Washington is rife with political warfare, as 2016's presidential electoral combat spills over into Donald Trump's presidency and shows no signs of abating.
It's a battle of leaks and tweets, background innuendo and rhetorical broadsides.
In the middle of the maelstrom are federal law-enforcement and intelligence agencies and operatives that are supposedly above the partisan fray.
It hasn't worked out that way.
When leaks were welcome
During the campaign, Donald Trump loved to tout the latest news about the FBI investigation into Hillary Clinton's email server - whether through the agency's public pronouncements or background leaks to media outlets.
"The investigation is the biggest political scandal since Watergate," he said at a late October rally in Iowa, "and it's everybody's hope that justice at last can be delivered."
In one early November television advert, an ominous voice warned that the former secretary of state couldn't lead the US while "crippled by a criminal investigation".
"She is unfit and unqualified to be president," Mr Trump said at a rally in Michigan, "and her election would mire our government and our country in a constitutional crisis we cannot afford."
Meanwhile, it was Democrats who were crying foul - focusing their scorn on FBI Director James Comey in particular.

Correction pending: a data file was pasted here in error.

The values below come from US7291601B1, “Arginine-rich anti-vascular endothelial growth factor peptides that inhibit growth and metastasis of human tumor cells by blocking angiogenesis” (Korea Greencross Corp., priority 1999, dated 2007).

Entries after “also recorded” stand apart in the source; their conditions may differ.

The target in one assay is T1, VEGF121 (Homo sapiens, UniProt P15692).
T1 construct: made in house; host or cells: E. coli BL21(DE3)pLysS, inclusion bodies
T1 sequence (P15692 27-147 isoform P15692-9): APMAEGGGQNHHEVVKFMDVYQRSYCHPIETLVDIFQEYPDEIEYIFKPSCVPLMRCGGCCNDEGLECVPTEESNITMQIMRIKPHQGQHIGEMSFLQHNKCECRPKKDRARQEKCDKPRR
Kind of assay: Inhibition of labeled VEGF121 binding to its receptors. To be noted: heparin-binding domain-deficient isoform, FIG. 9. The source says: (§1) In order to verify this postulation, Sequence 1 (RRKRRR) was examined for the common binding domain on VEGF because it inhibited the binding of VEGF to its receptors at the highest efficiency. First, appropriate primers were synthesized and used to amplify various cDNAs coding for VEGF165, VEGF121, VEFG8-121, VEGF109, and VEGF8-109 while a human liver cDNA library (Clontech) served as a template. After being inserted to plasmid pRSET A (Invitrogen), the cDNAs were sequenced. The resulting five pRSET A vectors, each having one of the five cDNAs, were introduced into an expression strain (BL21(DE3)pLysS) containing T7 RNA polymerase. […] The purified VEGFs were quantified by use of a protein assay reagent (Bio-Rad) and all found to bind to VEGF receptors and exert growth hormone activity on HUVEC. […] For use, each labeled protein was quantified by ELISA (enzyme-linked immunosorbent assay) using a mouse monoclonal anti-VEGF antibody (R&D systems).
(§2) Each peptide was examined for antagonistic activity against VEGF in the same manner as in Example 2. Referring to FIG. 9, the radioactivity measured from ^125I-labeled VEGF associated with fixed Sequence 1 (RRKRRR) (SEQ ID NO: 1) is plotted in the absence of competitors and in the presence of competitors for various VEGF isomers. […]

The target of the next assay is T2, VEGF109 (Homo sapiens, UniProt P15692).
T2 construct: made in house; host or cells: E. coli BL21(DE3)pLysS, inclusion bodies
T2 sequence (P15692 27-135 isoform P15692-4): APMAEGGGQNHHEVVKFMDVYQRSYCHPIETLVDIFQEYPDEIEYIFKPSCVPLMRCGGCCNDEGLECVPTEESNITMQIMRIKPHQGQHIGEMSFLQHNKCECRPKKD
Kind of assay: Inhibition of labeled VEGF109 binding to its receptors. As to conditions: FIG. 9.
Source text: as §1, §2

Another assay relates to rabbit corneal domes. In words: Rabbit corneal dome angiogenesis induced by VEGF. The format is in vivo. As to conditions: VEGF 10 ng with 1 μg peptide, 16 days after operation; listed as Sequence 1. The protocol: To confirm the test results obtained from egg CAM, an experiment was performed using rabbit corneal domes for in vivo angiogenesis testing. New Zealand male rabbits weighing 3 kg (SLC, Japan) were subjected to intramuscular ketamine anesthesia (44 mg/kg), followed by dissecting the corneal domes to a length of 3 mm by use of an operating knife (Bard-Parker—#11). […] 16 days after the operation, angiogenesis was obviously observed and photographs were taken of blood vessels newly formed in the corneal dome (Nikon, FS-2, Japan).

"By providing selective information, he's allowed partisans to distort and exaggerate in order to inflict maximum political damage," Clinton campaign chair John Podesta said in October, "and no one can separate what is true from what is not because Comey has not been forthcoming with the facts."
Some in the FBI, on background, said the leaks were a reflection of the anti-Clinton views of many in the bureau.
Mrs Clinton, one unnamed FBI agent told The Guardian, "is the antichrist personified to a large swath of FBI personnel".
What a difference an election, an inauguration and four weeks of being president make.
Trump v leakers
This week, Mr Trump has repeatedly lashed out at the FBI and other intelligence agencies for leaks about investigations into his administration's ties to the Russian government.
"The real scandal here is that classified information is illegally given out by 'intelligence' like candy," he tweeted on Wednesday. "Very un-American!"
In his press conference on Thursday Mr Trump again pledged to bring to justice those responsible for the leaks, which he said have led to "fake news" stories and could possibly threaten national security.
"Those are criminal leaks," Mr Trump said. "They're put out by people either in agencies - I think you'll see it stopping because now we have our people in."
Mr Trump's comments hint at what others in his White House have called "sleeper cells" of career government workers - internal saboteurs - whom they view as hostile to the new president.
Police state tactics
There's little doubt that the Trump administration has been rife with leaks. Stories about Justice Department contact with the White House regarding Michael Flynn's conversations with Russian Ambassador Sergey Kislyak - secretly recorded by US intelligence operatives - helped force the embattled national security advisor's resignation.
A New York Times article about ties between members of the Trump team and Russian intelligence agents was based solely on the accounts of anonymous government officials.